Jogendra Nath Mandal

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Jogendra Nath Mandal (Bengali: যোগেন্দ্রনাথ মণ্ডল; 29 January 1904 – 5 October 1968), was one of the central and leading Founding Fathers of modern state of Pakistan, and legislator serving as country's first minister of law and labour, and also was second minister of commonwealth and Kashmir affairs. An Indian and later Pakistani statesman who served as the first minister of law and labour in Pakistan. As leader of the Scheduled Castes (Dalits), Jogendranath had made common cause with the Muslim League in their demand[citation needed] for Pakistan, hoping that the Scheduled Castes would be benefited from it and joined the first cabinet in Pakistan as the Minister of Law and Labour. He migrated to India a few years after partition after submitting his resignation to Liaquat Ali Khan, the then Prime Minister of Pakistan, citing the anti-Hindu bias of Pakistani administration.

Quotes[edit]

  • The Calcutta carnage was followed by the 'Noakhali Riot' in October 1946. There, Hindus including Scheduled Castes were killed and hundreds were converted to Islam. Hindu women were raped and abducted. Members of my community also suffered loss of life and property. Immediately after these happenings, I visited Tipperah and Feni and saw some riot-affected areas. The terrible sufferings of Hindus overwhelmed me with grief, but still I continued the policy of co-operation with the Muslim League.
    • Excerpted from the resignation letter of J. N. Mandal, Minister for Law and Labour, Government of Pakistan, October 8, 1950. [1] [2]
  • The atrocities perpetrated by the police and the military on the innocent Hindus, especially the Scheduled Castes of Habibgarh in the District of Sylhet deserve description. Innocent men and women were brutally tortured, some women ravished, their houses raided and properties looted by the police and the local Muslims. Military pickets were posted in the area. The military not only oppressed these people and took away stuff forcibly from Hindu houses, but also forced Hindus to send their women-folk at night to the camp to satisfy the carnal desires of the military. This fact also I brought to your notice. You assured me of a report on the matter, but unfortunately no report was forthcoming.
    • Excerpted from the resignation letter of J. N. Mandal, Minister for Law and Labour, Government of Pakistan, October 8, 1950. [3] [4]
  • An instance of callous and cold-blooded brutality is furnished by the incident that took place on December 20, 1949 in Kalshira under P.S. Mollarhat in the District of Khulna. ... The police constable entered into the house and assaulted the wife of Joydev Brahma whose cry attracted her husband and a few companions who escaped from the house. They became desperate, re-entered the house, found 4 constables with one gun only. That perhaps might have encouraged the young men who struck a blow on an armed constable who died on the spot. ... the assailants fled and the intelligent neighbours also fled away. But the bulk of the villagers remained in their houses as they were absolutely innocent and failed to realise the consequence of the happening. Subsequently, the S.P., the military and armed police began to beat mercilessly the innocents of the entire village, encouraged the neighbouring Muslims to take away their properties. A number of persons were killed and men and women were forcibly converted. House-hold deities were broken and places of worship desecrated and destroyed. Several women were raped by the police, military and local Muslims. Thus a veritable hell was let loose not only in the village of Kalshira which is 1-1/2 miles in length with a large population, but also in a number of neighbouring Namahsudra villages.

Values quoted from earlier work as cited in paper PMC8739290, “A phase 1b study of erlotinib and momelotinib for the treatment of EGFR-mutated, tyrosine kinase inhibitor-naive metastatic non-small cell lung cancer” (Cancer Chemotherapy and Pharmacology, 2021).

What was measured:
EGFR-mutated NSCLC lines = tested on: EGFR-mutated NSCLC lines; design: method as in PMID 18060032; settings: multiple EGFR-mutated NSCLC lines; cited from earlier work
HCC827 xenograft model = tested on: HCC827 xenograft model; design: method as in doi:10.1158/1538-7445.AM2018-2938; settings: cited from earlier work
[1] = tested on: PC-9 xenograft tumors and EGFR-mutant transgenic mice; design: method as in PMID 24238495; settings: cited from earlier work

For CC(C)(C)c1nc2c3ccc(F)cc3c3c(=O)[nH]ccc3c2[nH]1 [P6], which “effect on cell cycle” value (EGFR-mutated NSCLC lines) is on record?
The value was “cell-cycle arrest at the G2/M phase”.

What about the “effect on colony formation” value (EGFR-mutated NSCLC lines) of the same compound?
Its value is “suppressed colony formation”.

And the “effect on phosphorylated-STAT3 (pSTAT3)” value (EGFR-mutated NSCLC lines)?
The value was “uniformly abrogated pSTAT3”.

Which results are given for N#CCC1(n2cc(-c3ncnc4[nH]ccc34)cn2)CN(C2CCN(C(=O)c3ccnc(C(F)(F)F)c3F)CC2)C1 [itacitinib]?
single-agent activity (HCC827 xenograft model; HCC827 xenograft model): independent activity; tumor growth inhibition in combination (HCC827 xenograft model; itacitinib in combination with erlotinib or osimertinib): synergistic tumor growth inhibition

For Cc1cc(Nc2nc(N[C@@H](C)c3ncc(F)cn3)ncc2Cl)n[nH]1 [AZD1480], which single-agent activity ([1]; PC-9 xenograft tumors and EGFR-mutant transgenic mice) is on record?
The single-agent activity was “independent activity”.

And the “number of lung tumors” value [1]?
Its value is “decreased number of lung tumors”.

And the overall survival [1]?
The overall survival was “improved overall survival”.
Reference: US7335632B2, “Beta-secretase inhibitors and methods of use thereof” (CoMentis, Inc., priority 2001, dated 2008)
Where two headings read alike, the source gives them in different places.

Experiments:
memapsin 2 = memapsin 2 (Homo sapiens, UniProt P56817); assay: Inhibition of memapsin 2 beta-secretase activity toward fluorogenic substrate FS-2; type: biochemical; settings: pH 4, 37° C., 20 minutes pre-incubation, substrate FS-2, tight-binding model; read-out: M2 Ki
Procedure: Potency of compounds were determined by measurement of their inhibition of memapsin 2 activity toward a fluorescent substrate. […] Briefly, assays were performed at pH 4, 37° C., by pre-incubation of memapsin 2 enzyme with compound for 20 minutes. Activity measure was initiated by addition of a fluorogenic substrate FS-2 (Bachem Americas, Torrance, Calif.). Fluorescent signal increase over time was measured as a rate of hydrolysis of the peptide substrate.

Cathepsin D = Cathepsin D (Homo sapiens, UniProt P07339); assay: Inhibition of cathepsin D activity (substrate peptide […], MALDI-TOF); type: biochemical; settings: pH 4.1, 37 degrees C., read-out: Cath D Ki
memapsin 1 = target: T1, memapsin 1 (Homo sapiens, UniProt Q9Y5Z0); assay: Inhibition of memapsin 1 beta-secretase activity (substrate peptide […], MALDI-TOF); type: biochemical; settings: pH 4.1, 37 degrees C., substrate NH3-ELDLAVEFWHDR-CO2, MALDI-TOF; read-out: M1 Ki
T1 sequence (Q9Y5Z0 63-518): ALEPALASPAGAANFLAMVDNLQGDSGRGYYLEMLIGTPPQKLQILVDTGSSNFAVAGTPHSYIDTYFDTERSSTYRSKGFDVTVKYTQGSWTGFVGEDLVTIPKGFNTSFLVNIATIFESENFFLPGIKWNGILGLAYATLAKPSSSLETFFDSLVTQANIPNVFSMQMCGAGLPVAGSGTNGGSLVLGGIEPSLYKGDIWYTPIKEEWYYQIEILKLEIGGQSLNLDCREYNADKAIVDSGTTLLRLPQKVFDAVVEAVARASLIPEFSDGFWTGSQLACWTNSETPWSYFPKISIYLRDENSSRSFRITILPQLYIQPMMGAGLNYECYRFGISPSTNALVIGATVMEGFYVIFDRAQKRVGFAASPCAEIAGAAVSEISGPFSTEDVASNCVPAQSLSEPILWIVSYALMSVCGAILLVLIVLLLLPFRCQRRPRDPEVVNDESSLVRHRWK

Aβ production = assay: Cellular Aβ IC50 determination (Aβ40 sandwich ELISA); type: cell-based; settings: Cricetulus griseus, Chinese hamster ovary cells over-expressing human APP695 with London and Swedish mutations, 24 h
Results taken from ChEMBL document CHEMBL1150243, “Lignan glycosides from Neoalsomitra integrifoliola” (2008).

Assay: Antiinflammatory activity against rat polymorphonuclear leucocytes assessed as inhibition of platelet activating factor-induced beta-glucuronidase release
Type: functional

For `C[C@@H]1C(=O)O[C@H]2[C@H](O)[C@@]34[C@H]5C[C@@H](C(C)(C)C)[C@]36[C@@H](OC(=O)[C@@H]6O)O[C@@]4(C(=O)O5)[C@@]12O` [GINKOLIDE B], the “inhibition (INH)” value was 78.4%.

• Excerpted from the resignation letter of J. N. Mandal, Minister for Law and Labour, Government of Pakistan, October 8, 1950. [5] [6]
  • During my nine days' stay at Dacca, I visited most of the riot-affected areas of the city and suburbs. ... The news of the killing of hundreds of innocent Hindus in trains, on railway lines between Dacca and Narayanganj, and Dacca and Chittagong gave me the rudest shock. ... I reached Barisal town and was astounded to know of the happenings in Barisal. In the District town, a number of Hindu houses were burnt and a large number of Hindus killed. I visited almost all riot-affected areas in the District. ... At the Madhabpasha Zamindar's house, about 200 people were killed and 40 injured. A place, called Muladi, witnessed a dreadful hell. At Muladi Bandar alone, the number killed would total more than three hundred, as was reported to me by the local Muslims including some officers. I visited Muladi village also, where I found skeletons of dead bodies at some places. I found dogs and vultures eating corpses on he river-side. I got the information there that after the whole-scale killing of all adult males, all the young girls were distributed among the ringleaders of the miscreants. At a place called Kaibartakhali under P.S. Rajapur, 63 persons were killed. Hindu houses within a stone's throw distance from the said thana office were looted, burnt and inmates killed. All Hindu shops of Babuganj Bazar were looted and then burnt and a large number of Hindus were killed. From detailed information received, the conservative estimate of casualties was placed at 2,500 killed in the District of Barisal alone. Total casualties of Dacca and East Bengal riot were estimated to be in the neighbourhood of 10,000 killed. The lamentation of women and children who had lost their all including near and dear ones melted my heart. I only asked myself "What was coming to Pakistan in the name of Islam."
    • Excerpted from the resignation letter of J. N. Mandal, Minister for Law and Labour, Government of Pakistan, October 8, 1950. [7] [8]

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